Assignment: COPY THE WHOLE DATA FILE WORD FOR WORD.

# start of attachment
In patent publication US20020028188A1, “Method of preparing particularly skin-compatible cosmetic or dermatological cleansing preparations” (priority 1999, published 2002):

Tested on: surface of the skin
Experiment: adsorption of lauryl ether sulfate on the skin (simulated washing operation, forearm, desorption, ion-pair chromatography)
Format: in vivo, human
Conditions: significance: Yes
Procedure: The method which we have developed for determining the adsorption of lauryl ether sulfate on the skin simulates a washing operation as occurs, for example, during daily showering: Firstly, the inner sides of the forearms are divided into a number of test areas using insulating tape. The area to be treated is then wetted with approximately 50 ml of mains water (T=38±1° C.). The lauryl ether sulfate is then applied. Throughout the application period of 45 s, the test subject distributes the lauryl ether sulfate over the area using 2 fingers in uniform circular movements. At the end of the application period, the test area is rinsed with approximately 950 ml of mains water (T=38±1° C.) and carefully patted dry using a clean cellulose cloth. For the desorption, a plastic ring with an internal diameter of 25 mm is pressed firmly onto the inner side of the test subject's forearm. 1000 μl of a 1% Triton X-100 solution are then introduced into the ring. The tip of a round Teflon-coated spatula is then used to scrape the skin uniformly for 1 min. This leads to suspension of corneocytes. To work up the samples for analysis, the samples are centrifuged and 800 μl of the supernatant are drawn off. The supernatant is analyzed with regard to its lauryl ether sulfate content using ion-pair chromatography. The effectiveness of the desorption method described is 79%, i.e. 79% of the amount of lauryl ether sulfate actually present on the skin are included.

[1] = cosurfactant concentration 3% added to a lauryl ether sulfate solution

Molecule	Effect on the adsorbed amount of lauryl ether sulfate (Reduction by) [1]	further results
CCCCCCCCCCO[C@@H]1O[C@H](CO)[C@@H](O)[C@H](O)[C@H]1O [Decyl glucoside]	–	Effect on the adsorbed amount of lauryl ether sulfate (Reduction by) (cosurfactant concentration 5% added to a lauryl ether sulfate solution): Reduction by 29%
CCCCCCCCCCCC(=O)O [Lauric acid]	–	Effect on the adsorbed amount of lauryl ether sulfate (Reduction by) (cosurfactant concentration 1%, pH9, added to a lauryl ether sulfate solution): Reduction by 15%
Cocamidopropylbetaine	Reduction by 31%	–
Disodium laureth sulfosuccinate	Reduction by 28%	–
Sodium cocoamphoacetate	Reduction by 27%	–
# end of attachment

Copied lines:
In patent publication US20020028188A1, “Method of preparing particularly skin-compatible cosmetic or dermatological cleansing preparations” (priority 1999, published 2002):

Tested on: surface of the skin
Experiment: adsorption of lauryl ether sulfate on the skin (simulated washing operation, forearm, desorption, ion-pair chromatography)
Format: in vivo, human
Conditions: significance: Yes
Procedure: The method which we have developed for determining the adsorption of lauryl ether sulfate on the skin simulates a washing operation as occurs, for example, during daily showering: Firstly, the inner sides of the forearms are divided into a number of test areas using insulating tape. The area to be treated is then wetted with approximately 50 ml of mains water (T=38±1° C.). The lauryl ether sulfate is then applied. Throughout the application period of 45 s, the test subject distributes the lauryl ether sulfate over the area using 2 fingers in uniform circular movements. At the end of the application period, the test area is rinsed with approximately 950 ml of mains water (T=38±1° C.) and carefully patted dry using a clean cellulose cloth. For the desorption, a plastic ring with an internal diameter of 25 mm is pressed firmly onto the inner side of the test subject's forearm. 1000 μl of a 1% Triton X-100 solution are then introduced into the ring. The tip of a round Teflon-coated spatula is then used to scrape the skin uniformly for 1 min. This leads to suspension of corneocytes. To work up the samples for analysis, the samples are centrifuged and 800 μl of the supernatant are drawn off. The supernatant is analyzed with regard to its lauryl ether sulfate content using ion-pair chromatography. The effectiveness of the desorption method described is 79%, i.e. 79% of the amount of lauryl ether sulfate actually present on the skin are included.

[1] = cosurfactant concentration 3% added to a lauryl ether sulfate solution

Molecule	Effect on the adsorbed amount of lauryl ether sulfate (Reduction by) [1]	further results
CCCCCCCCCCO[C@@H]1O[C@H](CO)[C@@H](O)[C@H](O)[C@H]1O [Decyl glucoside]	–	Effect on the adsorbed amount of lauryl ether sulfate (Reduction by) (cosurfactant concentration 5% added to a lauryl ether sulfate solution): Reduction by 29%
CCCCCCCCCCCC(=O)O [Lauric acid]	–	Effect on the adsorbed amount of lauryl ether sulfate (Reduction by) (cosurfactant concentration 1%, pH9, added to a lauryl ether sulfate solution): Reduction by 15%
Cocamidopropylbetaine	Reduction by 31%	–
Disodium laureth sulfosuccinate	Reduction by 28%	–
Sodium cocoamphoacetate	Reduction by 27%	–